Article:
When the Olympic Games began almost 30 centuries ago in ancient Greece, rulers of city-states proclaimed an “Olympic truce,” a ban on warfare to allow athletes, poets and spectators to attend without getting speared.
It would be nice to think that this year’s Olympics might turn into the occasion for a domestic political truce, a summer vacation from the ferocious character attacks each side has been leveling at the other’s candidate.
But it’s not going to happen. Why? Because negative advertising works.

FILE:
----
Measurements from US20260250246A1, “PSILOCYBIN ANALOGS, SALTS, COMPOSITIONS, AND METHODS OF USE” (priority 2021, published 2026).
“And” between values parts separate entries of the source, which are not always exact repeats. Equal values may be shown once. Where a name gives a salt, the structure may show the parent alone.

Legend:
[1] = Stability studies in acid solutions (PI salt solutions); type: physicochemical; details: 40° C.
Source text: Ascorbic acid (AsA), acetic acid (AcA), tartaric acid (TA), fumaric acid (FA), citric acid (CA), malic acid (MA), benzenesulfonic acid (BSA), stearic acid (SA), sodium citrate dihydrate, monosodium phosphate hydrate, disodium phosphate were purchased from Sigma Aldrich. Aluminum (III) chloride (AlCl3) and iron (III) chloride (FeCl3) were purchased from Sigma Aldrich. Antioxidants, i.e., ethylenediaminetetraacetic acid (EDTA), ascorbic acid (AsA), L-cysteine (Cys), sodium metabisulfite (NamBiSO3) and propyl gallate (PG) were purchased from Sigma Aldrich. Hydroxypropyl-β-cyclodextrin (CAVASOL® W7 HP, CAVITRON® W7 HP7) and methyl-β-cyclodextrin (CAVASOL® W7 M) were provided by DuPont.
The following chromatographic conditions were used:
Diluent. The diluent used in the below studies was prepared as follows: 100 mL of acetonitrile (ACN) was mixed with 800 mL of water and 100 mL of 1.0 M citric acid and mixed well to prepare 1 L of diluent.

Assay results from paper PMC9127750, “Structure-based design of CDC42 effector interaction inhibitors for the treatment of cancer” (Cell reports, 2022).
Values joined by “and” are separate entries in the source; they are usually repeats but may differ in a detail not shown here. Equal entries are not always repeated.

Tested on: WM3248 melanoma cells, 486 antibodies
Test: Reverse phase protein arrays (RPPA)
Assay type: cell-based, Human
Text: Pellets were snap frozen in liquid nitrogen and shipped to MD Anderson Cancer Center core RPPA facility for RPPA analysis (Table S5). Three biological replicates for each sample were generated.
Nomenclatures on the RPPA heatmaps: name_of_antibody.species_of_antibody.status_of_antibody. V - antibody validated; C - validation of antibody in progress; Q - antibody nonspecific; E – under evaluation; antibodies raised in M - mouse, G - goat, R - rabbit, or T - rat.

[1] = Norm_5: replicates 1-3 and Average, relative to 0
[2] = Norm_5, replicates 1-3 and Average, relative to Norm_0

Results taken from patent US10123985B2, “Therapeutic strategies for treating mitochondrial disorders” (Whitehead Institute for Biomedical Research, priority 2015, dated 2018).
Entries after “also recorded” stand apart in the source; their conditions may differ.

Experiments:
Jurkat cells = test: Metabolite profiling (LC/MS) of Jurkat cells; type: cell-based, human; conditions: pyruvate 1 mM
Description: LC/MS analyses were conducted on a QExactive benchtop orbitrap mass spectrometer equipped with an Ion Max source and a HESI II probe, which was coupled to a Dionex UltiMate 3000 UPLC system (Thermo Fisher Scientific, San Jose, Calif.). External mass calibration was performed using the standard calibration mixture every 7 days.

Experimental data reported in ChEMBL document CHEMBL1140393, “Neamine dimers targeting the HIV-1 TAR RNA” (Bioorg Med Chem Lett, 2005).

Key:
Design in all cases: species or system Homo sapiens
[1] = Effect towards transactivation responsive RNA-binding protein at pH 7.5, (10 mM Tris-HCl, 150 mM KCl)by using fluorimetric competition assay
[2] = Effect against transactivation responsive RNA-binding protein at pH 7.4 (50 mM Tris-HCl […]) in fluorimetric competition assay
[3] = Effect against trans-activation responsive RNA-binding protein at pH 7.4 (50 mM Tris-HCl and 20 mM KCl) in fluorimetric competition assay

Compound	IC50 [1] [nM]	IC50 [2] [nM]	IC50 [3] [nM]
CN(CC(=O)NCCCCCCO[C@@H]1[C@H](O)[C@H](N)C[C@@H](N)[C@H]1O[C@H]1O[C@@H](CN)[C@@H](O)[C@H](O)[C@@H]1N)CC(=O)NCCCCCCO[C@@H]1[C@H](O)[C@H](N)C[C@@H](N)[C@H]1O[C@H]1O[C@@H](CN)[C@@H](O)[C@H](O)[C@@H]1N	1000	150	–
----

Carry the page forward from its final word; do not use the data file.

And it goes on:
Republicans have hammered President Obama for his statement that entrepreneurs who achieved success in business “didn’t build that” by themselves, charging that it was evidence that he doesn’t respect hard work. Democrats have pounded Romney for his career at Bain Capital (and his not-ready-for-”American Idol” singing voice), accusing him of sending American jobs to China and Mexico.
The result? Both Obama and Romney now enjoy — if that’s the right word — the lowest public esteem of any two presidential candidates since pollsters began measuring this stuff.